It’s getting cheaper to be a renter in Australia, but the news for Canberrans isn’t so positive.
The latest Housing Affordability Report from Adelaide Bank and the Real Estate Institute of Australia reveals that in most states and territories across Australia, the proportion of income required to meet average rental payments has decreased.
Unfortunately, in Canberra we’ve bucked the trend, with rental affordability decreasing slightly. You can now expect to spend 18.6 per cent of a median income on rent, which is up by 0.1 per cent for the quarter. Compare that to the cheapest, Western Australia, where rents are sitting at 16.3 per cent of median income.
When it comes to buying a home, affordability is down almost everywhere in the country.
Having a mortgage will cost you an average 32.2 per cent of your income in Australia. In Canberra it’s just 20.9 per cent, however this is still an increase of 1.2 per cent on last quarter. In Tasmania and the NT it is currently cheaper to meet mortgage repayments than rental payments, and in the ACT there is just a couple of points’ difference. NSW remains the least affordable State or Territory to buy a property.
If you’re looking for more affordable housing, you could move a million miles away from, well, everything. Or, you could look a little closer to home.
Ginninderry, for example, stretches from north-west Belconnen, adjacent to Holt and Macgregor, and will ultimately cross the ACT/NSW border into the Yass Valley (subject to rezoning approval).
The new suburb of Strathnairn is the first in the master planned community of Ginninderry that will evolve over the next 30 years and consist of four suburbs – three in the ACT and one in New South Wales to deliver up to 11,500 new homes.
Ginninderry will offer a variety of housing options, to address the ACT Government’s Affordable Housing Action Plan target of 20 per cent of dwellings in residential areas meeting a range of affordability criteria.
Bryan Dacey, Mobile Relationship Manager for Canberra Community Bank Group, explains.
“The Flexi Living series at Ginninderry is specifically targeted towards meeting housing affordability. It is designed to provide housing choices that fit the way people actually live their lives, and is addressing the ‘missing middle’—homes designed for first home buyers that fill the gap between strata-title apartments and the traditional free standing house.”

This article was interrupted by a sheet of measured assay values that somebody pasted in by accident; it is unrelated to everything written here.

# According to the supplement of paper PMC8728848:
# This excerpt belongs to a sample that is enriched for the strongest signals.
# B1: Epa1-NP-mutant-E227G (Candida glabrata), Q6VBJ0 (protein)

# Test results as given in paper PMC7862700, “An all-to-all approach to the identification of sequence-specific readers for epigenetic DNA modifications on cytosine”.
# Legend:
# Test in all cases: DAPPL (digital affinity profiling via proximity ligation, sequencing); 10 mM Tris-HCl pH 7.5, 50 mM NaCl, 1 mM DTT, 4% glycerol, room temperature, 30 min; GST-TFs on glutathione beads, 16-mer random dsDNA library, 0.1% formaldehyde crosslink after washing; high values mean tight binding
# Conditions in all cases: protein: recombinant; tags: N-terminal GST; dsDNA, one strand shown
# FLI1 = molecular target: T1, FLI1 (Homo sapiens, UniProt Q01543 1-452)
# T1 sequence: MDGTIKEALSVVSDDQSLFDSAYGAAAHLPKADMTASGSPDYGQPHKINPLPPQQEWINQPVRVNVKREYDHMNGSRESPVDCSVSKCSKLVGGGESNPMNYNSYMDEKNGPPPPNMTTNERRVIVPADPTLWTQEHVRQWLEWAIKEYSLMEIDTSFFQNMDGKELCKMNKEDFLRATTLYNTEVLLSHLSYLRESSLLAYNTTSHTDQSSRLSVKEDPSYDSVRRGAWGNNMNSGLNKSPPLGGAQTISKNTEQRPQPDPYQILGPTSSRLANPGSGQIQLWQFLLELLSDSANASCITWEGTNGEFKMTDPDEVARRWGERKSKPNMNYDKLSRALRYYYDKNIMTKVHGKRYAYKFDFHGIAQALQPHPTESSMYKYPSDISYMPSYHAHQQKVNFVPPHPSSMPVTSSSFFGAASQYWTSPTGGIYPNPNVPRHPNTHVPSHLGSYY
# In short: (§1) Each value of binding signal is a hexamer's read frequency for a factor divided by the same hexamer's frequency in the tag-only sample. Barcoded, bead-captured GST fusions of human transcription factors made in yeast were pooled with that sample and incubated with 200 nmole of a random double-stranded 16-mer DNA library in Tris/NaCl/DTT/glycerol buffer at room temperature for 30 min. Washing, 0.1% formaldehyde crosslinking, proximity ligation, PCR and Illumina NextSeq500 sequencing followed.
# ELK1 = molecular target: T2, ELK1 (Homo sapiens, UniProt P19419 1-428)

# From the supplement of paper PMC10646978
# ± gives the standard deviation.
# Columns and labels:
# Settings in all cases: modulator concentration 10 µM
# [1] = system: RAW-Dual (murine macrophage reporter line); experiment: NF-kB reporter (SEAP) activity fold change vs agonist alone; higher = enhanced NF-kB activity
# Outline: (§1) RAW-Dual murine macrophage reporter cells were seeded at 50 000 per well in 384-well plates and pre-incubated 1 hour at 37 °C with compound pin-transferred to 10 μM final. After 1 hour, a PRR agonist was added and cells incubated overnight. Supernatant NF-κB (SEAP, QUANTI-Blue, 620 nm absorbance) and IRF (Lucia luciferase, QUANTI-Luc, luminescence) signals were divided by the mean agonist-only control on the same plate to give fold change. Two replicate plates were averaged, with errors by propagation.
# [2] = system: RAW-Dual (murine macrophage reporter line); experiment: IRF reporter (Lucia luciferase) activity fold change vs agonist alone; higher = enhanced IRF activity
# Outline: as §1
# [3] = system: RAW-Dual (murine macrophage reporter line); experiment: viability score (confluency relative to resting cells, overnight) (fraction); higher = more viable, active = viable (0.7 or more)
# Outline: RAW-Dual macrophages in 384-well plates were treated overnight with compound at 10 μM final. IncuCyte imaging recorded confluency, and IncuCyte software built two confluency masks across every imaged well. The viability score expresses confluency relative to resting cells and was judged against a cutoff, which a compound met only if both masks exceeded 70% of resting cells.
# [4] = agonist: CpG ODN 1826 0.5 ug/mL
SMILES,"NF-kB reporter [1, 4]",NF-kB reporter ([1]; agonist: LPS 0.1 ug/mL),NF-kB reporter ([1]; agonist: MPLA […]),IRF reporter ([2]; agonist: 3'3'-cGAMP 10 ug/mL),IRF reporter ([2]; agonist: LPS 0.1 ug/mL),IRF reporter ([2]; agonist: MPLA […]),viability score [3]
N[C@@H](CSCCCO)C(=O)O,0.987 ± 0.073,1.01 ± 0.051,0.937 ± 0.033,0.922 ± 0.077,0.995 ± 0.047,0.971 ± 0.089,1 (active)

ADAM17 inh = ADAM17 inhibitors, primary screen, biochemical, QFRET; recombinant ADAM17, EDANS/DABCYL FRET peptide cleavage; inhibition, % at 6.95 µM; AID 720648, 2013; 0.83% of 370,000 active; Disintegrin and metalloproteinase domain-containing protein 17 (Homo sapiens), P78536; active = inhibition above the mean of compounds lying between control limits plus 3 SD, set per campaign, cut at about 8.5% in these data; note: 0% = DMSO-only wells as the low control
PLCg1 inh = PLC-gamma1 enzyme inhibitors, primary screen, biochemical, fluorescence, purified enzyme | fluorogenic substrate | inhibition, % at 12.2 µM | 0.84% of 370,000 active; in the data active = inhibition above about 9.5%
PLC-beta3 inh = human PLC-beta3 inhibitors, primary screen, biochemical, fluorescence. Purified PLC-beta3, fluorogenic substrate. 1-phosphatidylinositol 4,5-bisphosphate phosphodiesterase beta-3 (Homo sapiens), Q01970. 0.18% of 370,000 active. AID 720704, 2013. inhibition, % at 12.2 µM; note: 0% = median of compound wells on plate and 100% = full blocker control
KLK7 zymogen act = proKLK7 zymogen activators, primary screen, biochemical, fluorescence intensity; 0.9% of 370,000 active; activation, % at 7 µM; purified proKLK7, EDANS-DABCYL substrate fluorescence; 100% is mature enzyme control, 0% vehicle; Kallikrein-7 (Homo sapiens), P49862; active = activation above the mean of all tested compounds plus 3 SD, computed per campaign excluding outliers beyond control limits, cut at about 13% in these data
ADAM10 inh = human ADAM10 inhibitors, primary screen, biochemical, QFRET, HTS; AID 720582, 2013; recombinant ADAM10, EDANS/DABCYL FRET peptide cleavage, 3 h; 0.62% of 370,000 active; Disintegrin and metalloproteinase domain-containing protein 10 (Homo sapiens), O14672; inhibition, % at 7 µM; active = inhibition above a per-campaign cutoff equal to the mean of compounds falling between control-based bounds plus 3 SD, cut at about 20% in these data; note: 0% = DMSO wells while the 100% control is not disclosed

To be eligible for the Flexi Living Series, you need to:
- Not currently own any property, either alone or jointly with anyone
- Live in the home for a continuous period of at least three years, beginning within one year of settlement (and not rent the home before living in it)
- Not sell the home for a minimum of three years from the settlement date
- Have a combined total gross income (all applicants and their partners) of less than $120,000 in the year before you apply.
“The Ginninderry team has sought out Bendigo Community Bank here in Canberra as their preferred lending partner for the Flexi Living Series, given our ties to the ACT community,” says Bryan.
“I have personally met with the development team at Ginninderry on a number of occasions. The master-planned community is huge, and it’s exciting to be involved in an initiative that seeks to make buying a home in the nation’s capital more affordable.”
The architect-designed homes in the Flexi Living Series include single and double storey houses, and start from just $385,000.
To chat with Bryan about housing options, including buying a Flexi Living home at Ginninderry, give him a call on 0435 532 740.
To learn more about banking with a local community bank, pop into any one of the Canberra Community Bank branches in:
Curtin: 1/20 Curtin Place, Curtin. Ph: 6260 5140
Jerrabomberra: 2a/2 Limestone Dr, Jerrabomberra. Ph: 6299 8357
Wanniassa: Wanniassa Shopping Centre, Sangster Place. Ph: 6231 9024
Calwell: Calwell Shopping Centre, Webber Crescent. Ph: 6291 3385
This is a sponsored article, though all opinions are the author’s own. For more information on paid content, see our sponsored content policy.